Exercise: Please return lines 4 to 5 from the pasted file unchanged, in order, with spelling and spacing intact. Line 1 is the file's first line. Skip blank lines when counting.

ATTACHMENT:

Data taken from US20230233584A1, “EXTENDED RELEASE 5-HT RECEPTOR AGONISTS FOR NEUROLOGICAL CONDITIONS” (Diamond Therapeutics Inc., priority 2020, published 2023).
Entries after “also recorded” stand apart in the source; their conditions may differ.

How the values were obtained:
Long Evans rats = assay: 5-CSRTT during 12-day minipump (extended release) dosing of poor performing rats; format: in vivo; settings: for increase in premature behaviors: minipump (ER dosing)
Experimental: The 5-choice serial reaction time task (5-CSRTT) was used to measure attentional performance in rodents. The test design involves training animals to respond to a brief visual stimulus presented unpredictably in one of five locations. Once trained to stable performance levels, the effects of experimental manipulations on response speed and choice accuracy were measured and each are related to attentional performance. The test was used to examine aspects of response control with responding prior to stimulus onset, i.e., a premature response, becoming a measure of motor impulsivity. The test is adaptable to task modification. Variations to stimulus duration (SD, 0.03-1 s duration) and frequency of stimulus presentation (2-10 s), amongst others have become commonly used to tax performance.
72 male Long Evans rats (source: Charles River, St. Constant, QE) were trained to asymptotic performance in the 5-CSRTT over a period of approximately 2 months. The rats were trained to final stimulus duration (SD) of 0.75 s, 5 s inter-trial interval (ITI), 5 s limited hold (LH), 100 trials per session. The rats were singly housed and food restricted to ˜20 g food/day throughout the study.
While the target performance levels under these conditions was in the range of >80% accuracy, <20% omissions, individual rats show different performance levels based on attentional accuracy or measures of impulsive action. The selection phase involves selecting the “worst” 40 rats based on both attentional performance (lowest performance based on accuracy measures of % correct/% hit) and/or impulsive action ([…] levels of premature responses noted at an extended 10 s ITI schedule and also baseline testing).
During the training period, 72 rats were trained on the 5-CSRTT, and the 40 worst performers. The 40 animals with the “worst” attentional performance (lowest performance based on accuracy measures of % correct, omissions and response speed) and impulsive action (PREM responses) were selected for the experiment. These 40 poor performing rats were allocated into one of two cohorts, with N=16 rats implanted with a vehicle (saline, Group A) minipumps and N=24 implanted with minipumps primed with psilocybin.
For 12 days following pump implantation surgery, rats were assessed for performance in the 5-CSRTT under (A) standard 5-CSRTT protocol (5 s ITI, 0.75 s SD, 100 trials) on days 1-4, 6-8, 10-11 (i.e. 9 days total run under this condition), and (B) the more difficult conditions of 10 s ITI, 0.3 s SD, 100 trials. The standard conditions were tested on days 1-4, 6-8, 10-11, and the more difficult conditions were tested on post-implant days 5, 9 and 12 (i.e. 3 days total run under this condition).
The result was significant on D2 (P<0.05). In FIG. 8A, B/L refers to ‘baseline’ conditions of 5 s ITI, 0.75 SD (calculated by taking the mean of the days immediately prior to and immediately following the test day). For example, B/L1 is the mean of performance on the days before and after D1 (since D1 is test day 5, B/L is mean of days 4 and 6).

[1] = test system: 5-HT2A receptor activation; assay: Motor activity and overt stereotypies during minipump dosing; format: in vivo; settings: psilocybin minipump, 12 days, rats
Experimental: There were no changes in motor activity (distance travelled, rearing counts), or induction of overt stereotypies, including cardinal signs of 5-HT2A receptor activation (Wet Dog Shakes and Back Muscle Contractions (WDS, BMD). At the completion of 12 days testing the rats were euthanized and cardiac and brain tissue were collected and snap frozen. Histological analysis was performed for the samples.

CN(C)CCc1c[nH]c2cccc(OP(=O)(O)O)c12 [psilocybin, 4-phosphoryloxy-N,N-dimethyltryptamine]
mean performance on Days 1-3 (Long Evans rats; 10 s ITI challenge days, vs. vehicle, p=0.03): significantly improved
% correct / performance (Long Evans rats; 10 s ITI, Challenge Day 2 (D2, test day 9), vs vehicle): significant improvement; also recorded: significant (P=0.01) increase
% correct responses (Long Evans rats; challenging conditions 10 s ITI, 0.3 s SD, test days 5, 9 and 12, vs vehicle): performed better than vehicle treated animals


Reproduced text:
Long Evans rats = assay: 5-CSRTT during 12-day minipump (extended release) dosing of poor performing rats; format: in vivo; settings: for increase in premature behaviors: minipump (ER dosing)
Experimental: The 5-choice serial reaction time task (5-CSRTT) was used to measure attentional performance in rodents. The test design involves training animals to respond to a brief visual stimulus presented unpredictably in one of five locations. Once trained to stable performance levels, the effects of experimental manipulations on response speed and choice accuracy were measured and each are related to attentional performance. The test was used to examine aspects of response control with responding prior to stimulus onset, i.e., a premature response, becoming a measure of motor impulsivity. The test is adaptable to task modification. Variations to stimulus duration (SD, 0.03-1 s duration) and frequency of stimulus presentation (2-10 s), amongst others have become commonly used to tax performance.